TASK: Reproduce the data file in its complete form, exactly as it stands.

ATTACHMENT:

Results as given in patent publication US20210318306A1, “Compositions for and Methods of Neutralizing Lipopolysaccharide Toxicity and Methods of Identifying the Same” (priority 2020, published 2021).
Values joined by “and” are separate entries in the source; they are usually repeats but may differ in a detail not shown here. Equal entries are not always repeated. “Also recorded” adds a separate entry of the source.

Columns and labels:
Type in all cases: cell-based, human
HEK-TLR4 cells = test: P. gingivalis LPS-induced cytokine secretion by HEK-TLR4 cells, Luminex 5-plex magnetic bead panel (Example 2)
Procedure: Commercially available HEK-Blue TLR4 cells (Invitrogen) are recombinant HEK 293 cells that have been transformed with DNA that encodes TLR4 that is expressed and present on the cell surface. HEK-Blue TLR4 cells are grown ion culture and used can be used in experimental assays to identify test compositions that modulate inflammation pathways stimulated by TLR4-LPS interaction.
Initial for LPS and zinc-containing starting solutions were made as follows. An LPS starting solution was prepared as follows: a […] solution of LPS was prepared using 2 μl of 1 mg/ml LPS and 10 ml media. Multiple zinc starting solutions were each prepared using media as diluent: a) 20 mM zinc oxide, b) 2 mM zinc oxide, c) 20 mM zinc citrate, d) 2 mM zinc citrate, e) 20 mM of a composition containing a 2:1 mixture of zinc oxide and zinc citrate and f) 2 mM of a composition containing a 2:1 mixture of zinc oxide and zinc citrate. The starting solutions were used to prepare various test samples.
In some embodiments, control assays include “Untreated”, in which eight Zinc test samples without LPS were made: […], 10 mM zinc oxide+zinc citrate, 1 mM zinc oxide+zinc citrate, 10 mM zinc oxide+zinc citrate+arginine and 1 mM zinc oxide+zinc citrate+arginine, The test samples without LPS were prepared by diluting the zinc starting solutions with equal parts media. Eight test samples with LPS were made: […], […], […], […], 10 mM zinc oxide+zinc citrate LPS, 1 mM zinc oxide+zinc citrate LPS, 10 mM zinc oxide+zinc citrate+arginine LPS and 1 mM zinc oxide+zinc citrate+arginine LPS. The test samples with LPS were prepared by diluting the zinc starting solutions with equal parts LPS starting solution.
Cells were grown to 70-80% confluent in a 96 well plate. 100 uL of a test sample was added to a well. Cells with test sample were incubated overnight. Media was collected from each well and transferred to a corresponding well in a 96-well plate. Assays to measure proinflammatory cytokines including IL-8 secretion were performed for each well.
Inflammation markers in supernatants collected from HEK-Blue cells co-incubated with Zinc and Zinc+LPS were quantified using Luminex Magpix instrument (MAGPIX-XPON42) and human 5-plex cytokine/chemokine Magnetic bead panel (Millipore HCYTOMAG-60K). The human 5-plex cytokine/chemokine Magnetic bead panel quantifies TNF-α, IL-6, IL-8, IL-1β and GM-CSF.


Results as given in patent publication US20210318306A1, “Compositions for and Methods of Neutralizing Lipopolysaccharide Toxicity and Methods of Identifying the Same” (priority 2020, published 2021).
Values joined by “and” are separate entries in the source; they are usually repeats but may differ in a detail not shown here. Equal entries are not always repeated. “Also recorded” adds a separate entry of the source.

Columns and labels:
Type in all cases: cell-based, human
HEK-TLR4 cells = test: P. gingivalis LPS-induced cytokine secretion by HEK-TLR4 cells, Luminex 5-plex magnetic bead panel (Example 2)
Procedure: Commercially available HEK-Blue TLR4 cells (Invitrogen) are recombinant HEK 293 cells that have been transformed with DNA that encodes TLR4 that is expressed and present on the cell surface. HEK-Blue TLR4 cells are grown ion culture and used can be used in experimental assays to identify test compositions that modulate inflammation pathways stimulated by TLR4-LPS interaction.
Initial for LPS and zinc-containing starting solutions were made as follows. An LPS starting solution was prepared as follows: a […] solution of LPS was prepared using 2 μl of 1 mg/ml LPS and 10 ml media. Multiple zinc starting solutions were each prepared using media as diluent: a) 20 mM zinc oxide, b) 2 mM zinc oxide, c) 20 mM zinc citrate, d) 2 mM zinc citrate, e) 20 mM of a composition containing a 2:1 mixture of zinc oxide and zinc citrate and f) 2 mM of a composition containing a 2:1 mixture of zinc oxide and zinc citrate. The starting solutions were used to prepare various test samples.
In some embodiments, control assays include “Untreated”, in which eight Zinc test samples without LPS were made: […], 10 mM zinc oxide+zinc citrate, 1 mM zinc oxide+zinc citrate, 10 mM zinc oxide+zinc citrate+arginine and 1 mM zinc oxide+zinc citrate+arginine, The test samples without LPS were prepared by diluting the zinc starting solutions with equal parts media. Eight test samples with LPS were made: […], […], […], […], 10 mM zinc oxide+zinc citrate LPS, 1 mM zinc oxide+zinc citrate LPS, 10 mM zinc oxide+zinc citrate+arginine LPS and 1 mM zinc oxide+zinc citrate+arginine LPS. The test samples with LPS were prepared by diluting the zinc starting solutions with equal parts LPS starting solution.
Cells were grown to 70-80% confluent in a 96 well plate. 100 uL of a test sample was added to a well. Cells with test sample were incubated overnight. Media was collected from each well and transferred to a corresponding well in a 96-well plate. Assays to measure proinflammatory cytokines including IL-8 secretion were performed for each well.
Inflammation markers in supernatants collected from HEK-Blue cells co-incubated with Zinc and Zinc+LPS were quantified using Luminex Magpix instrument (MAGPIX-XPON42) and human 5-plex cytokine/chemokine Magnetic bead panel (Millipore HCYTOMAG-60K). The human 5-plex cytokine/chemokine Magnetic bead panel quantifies TNF-α, IL-6, IL-8, IL-1β and GM-CSF.